25-29 March 2019
SDSC Auditorium
America/Los_Angeles timezone

Text Classification via Supervised Machine Learning for an Issue Tracking System

25 Mar 2019, 14:00
E-B 212 (SDSC Auditorium)

E-B 212

SDSC Auditorium

10100 Hopkins Drive La Jolla, CA 92093-0505
End-User IT Services & Operating Systems End-User IT Services & Operating Systems


Martin Kandes (Univ. of California San Diego (US))


Comet is SDSC’s newest supercomputer. The result of a $27M National Science Foundation (NSF) award, Comet deliverers over 2.7 petaFLOPS of computing power to scientists, engineers, and researchers all around the world. In fact, within its first 18 months of operation, Comet served over 10,000 unique users across a range of scientific disciplines, becoming one of the most widely used supercomputers in NSF’s Extreme Science and Engineering Discover Environment (XSEDE) program ever.

The High-Performance Computing (HPC) User Services Group at SDSC helps manage user support for Comet. This includes, but is not limited to, managing user accounts, answering general user inquires, debugging technical problems reported by users, and making best practice recommendations on how users can achieve high-performance when running their scientific workloads on Comet. These interactions between Comet’s user community and the User Service Group are largely managed through email exchanges tracked by XSEDE’s internal issue tracking system. However, while Comet is expected to maintain a 24x7x365 uptime, user support is generally only provided during normal business hours. With such a large user community spread across nearly every timezone, the result is a number of user support tickets submitted during non-business hours waiting between 12 hours to several days for responses from the User Services Group.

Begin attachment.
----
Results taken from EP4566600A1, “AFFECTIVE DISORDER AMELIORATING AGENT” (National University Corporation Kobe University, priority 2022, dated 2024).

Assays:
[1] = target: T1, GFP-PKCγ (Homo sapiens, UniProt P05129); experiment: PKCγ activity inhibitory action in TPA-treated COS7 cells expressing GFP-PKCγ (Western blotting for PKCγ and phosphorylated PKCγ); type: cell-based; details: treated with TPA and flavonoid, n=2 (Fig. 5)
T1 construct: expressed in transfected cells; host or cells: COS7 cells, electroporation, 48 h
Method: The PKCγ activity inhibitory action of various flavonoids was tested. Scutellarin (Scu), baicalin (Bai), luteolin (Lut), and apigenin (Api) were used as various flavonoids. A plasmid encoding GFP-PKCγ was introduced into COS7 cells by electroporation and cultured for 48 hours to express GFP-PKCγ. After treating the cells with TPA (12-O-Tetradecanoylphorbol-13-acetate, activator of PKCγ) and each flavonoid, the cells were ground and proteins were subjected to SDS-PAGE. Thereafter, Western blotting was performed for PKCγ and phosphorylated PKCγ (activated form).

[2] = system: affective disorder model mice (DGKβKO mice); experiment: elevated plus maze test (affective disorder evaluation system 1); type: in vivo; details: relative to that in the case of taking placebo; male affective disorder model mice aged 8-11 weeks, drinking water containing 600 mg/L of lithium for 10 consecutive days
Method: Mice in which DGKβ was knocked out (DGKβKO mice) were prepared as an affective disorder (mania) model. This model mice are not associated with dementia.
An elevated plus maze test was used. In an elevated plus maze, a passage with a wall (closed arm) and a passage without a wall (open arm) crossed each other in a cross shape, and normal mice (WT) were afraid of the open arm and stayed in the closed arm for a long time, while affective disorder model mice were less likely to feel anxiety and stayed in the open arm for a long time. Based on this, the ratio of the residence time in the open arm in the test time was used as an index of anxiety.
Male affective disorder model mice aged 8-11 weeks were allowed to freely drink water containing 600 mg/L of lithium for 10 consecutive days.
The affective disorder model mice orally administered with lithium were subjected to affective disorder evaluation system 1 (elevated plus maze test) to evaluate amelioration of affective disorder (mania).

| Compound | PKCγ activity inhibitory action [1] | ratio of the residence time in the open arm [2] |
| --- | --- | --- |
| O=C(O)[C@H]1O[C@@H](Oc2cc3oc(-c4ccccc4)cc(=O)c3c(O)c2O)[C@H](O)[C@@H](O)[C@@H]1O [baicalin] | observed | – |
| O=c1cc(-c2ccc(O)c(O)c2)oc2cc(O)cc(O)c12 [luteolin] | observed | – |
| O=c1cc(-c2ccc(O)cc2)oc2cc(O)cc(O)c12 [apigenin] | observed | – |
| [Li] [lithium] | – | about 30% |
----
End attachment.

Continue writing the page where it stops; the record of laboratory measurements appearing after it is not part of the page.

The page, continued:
The aim of this research project is to use supervised machine learning techniques to perform text classification on Comet’s user support tickets. If an efficient classification scheme can be developed, the User Services Group may eventually be able to provide automated email responses to some of the more common user issues reported during non-business hours.

Primary author

Martin Kandes (Univ. of California San Diego (US))

Presentation Materials